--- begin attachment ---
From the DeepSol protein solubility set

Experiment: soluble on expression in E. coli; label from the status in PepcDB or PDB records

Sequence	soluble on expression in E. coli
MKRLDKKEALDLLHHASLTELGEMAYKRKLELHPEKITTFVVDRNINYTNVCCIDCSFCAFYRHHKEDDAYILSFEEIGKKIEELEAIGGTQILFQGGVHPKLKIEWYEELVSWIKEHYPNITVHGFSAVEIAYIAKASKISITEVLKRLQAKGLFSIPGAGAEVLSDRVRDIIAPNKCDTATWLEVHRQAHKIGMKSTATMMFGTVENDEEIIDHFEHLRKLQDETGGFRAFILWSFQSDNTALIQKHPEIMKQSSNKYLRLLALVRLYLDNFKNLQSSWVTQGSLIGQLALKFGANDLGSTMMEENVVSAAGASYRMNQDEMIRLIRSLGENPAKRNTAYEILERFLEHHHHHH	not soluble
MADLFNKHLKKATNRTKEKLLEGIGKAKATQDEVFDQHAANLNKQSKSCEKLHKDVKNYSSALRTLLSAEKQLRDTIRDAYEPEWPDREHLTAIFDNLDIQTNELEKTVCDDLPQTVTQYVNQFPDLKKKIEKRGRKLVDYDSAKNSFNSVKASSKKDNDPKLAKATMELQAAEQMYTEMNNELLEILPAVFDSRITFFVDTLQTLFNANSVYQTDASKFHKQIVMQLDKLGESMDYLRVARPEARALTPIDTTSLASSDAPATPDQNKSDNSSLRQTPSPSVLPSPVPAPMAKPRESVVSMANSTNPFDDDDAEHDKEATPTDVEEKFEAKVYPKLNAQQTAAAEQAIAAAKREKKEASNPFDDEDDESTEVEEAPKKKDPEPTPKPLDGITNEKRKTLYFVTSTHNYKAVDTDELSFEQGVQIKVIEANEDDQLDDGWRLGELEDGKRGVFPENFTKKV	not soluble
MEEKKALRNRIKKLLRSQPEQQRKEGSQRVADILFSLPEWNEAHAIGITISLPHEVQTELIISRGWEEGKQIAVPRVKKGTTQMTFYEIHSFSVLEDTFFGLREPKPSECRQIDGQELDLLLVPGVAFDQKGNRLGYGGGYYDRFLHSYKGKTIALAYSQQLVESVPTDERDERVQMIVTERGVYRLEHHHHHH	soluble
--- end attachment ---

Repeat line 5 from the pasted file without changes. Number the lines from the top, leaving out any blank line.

MADLFNKHLKKATNRTKEKLLEGIGKAKATQDEVFDQHAANLNKQSKSCEKLHKDVKNYSSALRTLLSAEKQLRDTIRDAYEPEWPDREHLTAIFDNLDIQTNELEKTVCDDLPQTVTQYVNQFPDLKKKIEKRGRKLVDYDSAKNSFNSVKASSKKDNDPKLAKATMELQAAEQMYTEMNNELLEILPAVFDSRITFFVDTLQTLFNANSVYQTDASKFHKQIVMQLDKLGESMDYLRVARPEARALTPIDTTSLASSDAPATPDQNKSDNSSLRQTPSPSVLPSPVPAPMAKPRESVVSMANSTNPFDDDDAEHDKEATPTDVEEKFEAKVYPKLNAQQTAAAEQAIAAAKREKKEASNPFDDEDDESTEVEEAPKKKDPEPTPKPLDGITNEKRKTLYFVTSTHNYKAVDTDELSFEQGVQIKVIEANEDDQLDDGWRLGELEDGKRGVFPENFTKKV	not soluble